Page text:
BUILDING A BETTER BUILDING
From beginning to end...
Curb Appeal is all important!
Recently, my dear friend Richard and I put our heads and hands together in an effort to improve the entryway leading into the lower part of my 100 + year old Victorian home. The outside was “ok,” but not very inviting and so, I began to explore and research designs which would make the home more attractive as well as weather tight. Following is a step by step chronology of our work from beginning to end. We had so much fun, tons of laughter and made so many silly errors which resulted in a number of “do overs.” The neighborhood enjoyed quite a show; encouraging us along the way....
How we did it
Most of the construction was done in Richard's shop and then installed to the house. Before doing this, we replaced the unattractive solid door with an antique, appropriate for the period, door I had brought with me in my recent return from Kansas to California. I knew that the proportions were very close to "just right" for this purpose.
Image is Everything, too!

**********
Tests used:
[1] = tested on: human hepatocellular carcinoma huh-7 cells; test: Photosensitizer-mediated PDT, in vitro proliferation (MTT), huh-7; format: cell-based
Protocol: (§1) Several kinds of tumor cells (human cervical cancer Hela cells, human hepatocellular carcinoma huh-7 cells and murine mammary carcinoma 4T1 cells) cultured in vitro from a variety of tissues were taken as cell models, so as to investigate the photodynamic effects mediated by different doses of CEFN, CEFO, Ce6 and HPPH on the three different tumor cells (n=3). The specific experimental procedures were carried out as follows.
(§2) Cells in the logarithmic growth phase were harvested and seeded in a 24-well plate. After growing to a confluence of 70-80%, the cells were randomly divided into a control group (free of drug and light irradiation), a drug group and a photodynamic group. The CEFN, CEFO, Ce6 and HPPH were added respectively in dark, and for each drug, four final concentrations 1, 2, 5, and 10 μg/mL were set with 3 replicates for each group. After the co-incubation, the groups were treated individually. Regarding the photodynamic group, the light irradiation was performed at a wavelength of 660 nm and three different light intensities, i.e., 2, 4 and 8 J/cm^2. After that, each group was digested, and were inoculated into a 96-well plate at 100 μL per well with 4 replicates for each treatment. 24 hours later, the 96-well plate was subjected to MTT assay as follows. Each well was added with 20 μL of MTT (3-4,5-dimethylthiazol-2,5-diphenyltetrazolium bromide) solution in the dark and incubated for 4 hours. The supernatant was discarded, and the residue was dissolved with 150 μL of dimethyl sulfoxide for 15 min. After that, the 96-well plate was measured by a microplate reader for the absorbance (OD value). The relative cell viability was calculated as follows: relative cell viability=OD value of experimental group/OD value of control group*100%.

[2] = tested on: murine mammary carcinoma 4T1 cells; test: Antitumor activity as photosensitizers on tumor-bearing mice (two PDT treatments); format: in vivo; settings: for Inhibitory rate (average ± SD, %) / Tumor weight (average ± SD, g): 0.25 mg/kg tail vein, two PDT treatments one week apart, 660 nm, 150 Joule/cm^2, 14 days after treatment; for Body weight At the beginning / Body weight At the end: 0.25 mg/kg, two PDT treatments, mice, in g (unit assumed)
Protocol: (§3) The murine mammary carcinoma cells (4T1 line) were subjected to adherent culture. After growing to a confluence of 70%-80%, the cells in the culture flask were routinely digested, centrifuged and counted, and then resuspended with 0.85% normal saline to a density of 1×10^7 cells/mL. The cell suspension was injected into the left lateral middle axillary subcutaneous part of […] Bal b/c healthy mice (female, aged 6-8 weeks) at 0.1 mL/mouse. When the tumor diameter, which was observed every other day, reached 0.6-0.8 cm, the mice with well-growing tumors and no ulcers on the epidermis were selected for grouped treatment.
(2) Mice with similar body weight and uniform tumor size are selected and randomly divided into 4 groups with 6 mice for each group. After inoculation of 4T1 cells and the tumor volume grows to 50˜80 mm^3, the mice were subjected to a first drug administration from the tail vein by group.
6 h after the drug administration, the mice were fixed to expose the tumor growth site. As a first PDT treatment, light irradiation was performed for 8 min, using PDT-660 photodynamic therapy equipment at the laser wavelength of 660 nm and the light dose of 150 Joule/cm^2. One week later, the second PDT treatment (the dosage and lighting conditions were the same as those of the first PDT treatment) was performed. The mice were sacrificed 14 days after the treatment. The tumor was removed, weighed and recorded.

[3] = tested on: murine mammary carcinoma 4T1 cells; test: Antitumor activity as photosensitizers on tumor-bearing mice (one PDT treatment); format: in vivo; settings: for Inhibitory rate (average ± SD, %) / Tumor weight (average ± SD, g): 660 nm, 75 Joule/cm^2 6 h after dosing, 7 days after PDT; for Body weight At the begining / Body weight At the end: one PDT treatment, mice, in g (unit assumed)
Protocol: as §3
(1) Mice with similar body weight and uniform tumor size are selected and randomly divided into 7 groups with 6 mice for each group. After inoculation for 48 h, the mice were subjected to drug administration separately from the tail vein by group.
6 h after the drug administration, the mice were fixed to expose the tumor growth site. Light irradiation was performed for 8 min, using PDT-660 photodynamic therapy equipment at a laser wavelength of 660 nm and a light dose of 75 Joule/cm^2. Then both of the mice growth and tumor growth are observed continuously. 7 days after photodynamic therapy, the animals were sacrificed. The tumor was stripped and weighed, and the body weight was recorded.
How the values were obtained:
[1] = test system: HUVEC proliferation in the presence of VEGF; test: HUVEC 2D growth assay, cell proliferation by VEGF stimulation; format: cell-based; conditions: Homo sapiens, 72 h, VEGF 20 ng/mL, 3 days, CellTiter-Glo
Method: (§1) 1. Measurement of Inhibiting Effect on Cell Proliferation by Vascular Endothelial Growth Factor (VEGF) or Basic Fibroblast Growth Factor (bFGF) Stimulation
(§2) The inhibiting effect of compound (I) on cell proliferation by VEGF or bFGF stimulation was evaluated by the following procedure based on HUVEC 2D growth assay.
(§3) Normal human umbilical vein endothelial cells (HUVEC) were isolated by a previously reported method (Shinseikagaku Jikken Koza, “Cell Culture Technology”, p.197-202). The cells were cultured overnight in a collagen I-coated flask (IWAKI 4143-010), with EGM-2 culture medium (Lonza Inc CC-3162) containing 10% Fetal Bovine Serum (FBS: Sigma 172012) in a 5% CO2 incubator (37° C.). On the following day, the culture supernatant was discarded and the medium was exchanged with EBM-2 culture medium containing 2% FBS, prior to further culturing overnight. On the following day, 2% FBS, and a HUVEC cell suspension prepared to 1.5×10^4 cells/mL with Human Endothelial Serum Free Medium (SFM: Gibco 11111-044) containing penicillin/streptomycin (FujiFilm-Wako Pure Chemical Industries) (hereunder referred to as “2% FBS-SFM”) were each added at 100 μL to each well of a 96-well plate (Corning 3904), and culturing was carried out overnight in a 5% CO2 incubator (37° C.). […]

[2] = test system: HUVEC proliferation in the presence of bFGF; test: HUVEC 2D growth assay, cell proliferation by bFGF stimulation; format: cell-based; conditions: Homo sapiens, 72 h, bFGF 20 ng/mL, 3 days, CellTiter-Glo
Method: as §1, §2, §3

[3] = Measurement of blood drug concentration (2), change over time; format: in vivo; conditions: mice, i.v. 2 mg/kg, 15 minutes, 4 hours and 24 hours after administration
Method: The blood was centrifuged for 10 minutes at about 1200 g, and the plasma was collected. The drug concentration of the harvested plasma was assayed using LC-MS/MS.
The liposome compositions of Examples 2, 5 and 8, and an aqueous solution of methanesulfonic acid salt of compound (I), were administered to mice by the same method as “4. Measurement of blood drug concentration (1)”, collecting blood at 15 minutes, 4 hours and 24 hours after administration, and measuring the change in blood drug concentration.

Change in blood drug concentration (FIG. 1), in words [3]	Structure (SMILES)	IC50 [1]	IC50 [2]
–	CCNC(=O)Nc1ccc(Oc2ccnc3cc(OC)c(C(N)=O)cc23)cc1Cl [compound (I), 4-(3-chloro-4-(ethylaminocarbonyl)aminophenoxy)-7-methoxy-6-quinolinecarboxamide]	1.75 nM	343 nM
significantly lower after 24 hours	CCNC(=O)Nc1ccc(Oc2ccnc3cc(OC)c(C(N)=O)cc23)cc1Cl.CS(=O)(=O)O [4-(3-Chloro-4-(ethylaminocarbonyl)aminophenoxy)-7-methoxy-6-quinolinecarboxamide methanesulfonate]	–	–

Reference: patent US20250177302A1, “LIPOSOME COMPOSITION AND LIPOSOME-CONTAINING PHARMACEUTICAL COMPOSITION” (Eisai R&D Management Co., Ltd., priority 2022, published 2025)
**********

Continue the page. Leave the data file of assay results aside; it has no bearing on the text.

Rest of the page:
We began by replacing that solid, nondescript, front door with a nice “15 light” solid, antique entryway door. The space w/which we had to work, along with the expected settling of the house, required creative sanding as well as intricate adjustments to the size of the door so that it would fit properly and swing with ease. This is a common concern when working on older homes; they tend to settle and sink over the years and this causes quirky problems and delicate, precision changes to both door and framing.
As anyone who has read my hubs about restoring old homes and decorating interiors knows; I love working on old, 'period' homes. Demolition is right at the top of my most favorite steps in this process. Design is also something I truly enjoy; it is such a challenge and a great exercise in imagination, and the end results are always so satisfying.